Relocation of refugees to Wingfield ‘recipe for disaster’

2020-04-14 06:00
Refugees who were living inside the Central Methodist Church in the CBD are now at the Wingfield Military site in Maitland. PHOTO: facebook

Refugees who were living inside the Central Methodist Church in the CBD are now at the Wingfield Military site in Maitland. PHOTO: facebook

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Kensington and Maitland residents fear that the relocation of refugees from streets in the Central Business District (CBD) to the Wingfield Military site will not be temporary as the City of Cape Town has said.

The large group of refugees who were living inside the Central Methodist Mission Church in Greenmarket Square are now being housed in huge tents erected on an area opposite Maitland Cemetery in Voortrekker Road.

Before the relocation, there was widespread confusion as to who would be sheltered at Wingfield.

Leslie Swartz, chair of the Kensington Factreton Residents and Ratepayers Association (KFRRA), says when they met with mayor Dan Plato on Saturday 4 April they were told that homeless people will be placed there.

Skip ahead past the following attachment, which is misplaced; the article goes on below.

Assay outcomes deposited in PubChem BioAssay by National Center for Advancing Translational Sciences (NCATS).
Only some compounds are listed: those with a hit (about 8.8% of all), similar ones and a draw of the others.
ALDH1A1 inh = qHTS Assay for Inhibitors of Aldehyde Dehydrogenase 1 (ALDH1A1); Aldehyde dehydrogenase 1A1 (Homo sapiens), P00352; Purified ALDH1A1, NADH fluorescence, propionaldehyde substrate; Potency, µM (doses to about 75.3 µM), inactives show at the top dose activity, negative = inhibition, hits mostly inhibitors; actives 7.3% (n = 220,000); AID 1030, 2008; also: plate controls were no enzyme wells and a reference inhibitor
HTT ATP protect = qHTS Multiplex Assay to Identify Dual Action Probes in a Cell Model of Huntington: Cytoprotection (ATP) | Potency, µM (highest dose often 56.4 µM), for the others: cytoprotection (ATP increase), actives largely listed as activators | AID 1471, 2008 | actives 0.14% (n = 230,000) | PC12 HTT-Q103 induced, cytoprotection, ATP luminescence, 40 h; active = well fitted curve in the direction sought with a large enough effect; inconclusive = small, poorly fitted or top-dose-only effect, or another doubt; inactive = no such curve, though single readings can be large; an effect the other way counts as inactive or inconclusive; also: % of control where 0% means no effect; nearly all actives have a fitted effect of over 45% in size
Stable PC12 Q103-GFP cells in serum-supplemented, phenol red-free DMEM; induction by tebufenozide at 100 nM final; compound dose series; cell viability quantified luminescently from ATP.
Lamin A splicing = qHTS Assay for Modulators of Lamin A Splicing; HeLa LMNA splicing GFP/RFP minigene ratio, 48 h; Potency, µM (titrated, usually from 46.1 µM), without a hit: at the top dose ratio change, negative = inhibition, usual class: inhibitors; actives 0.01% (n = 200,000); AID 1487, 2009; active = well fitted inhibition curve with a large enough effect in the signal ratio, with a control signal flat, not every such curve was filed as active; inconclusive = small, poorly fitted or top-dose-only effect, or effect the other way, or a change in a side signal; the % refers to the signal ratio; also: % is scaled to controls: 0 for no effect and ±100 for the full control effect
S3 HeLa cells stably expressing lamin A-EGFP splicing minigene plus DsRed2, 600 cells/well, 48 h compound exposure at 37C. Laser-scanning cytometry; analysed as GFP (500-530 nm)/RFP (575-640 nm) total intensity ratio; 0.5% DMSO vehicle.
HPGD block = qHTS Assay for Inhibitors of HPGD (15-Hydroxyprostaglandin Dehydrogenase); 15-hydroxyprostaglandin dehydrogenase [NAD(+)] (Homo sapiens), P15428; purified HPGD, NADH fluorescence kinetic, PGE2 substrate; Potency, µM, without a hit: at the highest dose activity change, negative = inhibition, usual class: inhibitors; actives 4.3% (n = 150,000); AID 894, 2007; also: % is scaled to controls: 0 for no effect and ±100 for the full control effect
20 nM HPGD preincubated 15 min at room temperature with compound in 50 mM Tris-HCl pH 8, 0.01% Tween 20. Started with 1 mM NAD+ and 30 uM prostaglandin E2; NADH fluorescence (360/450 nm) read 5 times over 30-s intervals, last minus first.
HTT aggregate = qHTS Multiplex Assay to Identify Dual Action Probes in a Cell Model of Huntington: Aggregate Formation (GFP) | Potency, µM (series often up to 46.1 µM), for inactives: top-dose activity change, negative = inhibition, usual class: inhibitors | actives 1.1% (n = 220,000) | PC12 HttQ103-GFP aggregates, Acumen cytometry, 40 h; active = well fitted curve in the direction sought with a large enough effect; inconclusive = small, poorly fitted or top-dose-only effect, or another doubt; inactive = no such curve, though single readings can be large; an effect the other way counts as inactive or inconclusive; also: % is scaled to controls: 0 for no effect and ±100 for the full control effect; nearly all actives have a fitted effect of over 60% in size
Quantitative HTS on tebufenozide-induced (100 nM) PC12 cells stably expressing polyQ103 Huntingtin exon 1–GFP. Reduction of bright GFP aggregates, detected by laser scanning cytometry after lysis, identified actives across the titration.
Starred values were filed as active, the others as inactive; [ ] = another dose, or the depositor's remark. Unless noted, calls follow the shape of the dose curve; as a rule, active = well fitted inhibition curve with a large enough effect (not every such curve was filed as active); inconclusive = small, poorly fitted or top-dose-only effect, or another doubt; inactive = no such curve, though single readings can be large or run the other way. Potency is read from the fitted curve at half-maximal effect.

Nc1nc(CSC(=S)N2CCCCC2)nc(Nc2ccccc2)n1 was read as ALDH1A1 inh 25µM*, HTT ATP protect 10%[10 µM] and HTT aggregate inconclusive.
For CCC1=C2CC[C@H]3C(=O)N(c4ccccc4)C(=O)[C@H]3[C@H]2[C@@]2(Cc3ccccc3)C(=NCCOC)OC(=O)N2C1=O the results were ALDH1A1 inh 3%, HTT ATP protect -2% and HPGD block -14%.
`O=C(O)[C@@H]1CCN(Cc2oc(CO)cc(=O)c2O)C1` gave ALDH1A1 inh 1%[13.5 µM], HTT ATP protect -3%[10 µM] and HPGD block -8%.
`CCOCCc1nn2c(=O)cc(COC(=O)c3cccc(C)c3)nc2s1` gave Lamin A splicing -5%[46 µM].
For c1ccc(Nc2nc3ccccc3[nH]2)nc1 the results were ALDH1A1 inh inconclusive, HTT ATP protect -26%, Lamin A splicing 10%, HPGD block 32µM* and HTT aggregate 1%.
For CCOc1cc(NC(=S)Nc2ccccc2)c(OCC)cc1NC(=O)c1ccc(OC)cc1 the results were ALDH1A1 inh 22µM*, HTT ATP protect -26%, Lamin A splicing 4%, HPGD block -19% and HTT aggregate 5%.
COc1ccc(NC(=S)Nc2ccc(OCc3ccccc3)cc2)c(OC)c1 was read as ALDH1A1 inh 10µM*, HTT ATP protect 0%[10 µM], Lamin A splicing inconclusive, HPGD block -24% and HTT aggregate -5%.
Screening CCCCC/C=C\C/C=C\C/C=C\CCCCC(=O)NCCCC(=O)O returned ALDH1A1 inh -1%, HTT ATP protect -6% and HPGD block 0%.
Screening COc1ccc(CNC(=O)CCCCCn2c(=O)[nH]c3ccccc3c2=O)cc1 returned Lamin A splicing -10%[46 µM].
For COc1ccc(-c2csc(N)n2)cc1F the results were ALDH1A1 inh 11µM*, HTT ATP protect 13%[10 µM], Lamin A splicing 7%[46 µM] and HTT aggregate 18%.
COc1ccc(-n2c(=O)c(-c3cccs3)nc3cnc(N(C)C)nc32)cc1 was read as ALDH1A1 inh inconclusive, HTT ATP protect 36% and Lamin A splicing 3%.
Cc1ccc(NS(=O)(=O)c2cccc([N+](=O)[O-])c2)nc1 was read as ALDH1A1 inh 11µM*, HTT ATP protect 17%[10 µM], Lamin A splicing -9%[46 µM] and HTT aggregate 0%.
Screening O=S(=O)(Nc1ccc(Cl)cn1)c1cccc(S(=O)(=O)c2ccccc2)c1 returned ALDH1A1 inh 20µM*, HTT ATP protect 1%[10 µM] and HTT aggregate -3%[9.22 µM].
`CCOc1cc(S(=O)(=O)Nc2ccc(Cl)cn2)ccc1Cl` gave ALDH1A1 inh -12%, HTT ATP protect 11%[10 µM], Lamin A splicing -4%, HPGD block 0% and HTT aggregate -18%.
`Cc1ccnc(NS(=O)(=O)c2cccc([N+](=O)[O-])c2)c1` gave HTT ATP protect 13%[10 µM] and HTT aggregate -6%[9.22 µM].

“By Monday 6 April, we were still not sure what was going to happen.”

Swartz adds that the community is not happy with the way the city handled the relocation process.

“For the past 50 years, there has been no affordable housing development in the area which has resulted in the creation of informal settlements and backyard dwellers. This relocation will add to an already burdened and frustrated group of people, and is a recipe for disaster.”

Plato says: “The Wingfield site was identified by public works minister Patricia De Lille. It is owned by her department and she instructed that it be used by the City for the housing of the non-nationals in our City.

“We immediately took occupation of that site for the purposes of preparing it for the erection of tents and basic services for this purpose.”

In Plato’s opinion, a decision by police to remove refugees from the Methodist Church in Greenmarket Square on Thursday 2 April to the Paint City site in Bellville was “premature as that was not what was agreed upon”.

“We have procured tents, water tankers, ablution facilities, and health and safety supplies and equipment to ensure the Wingfield site is compliant with the regulations now in force,” says Plato.

Swartz says the community needs clarity on what the plans are for after the lockdown.

“The City in the past has created ‘temporary sites’ like Blikkiesdorp and that became the endpoint with no further plans in place. We wish to avoid a repeat of this,” explains Swartz.


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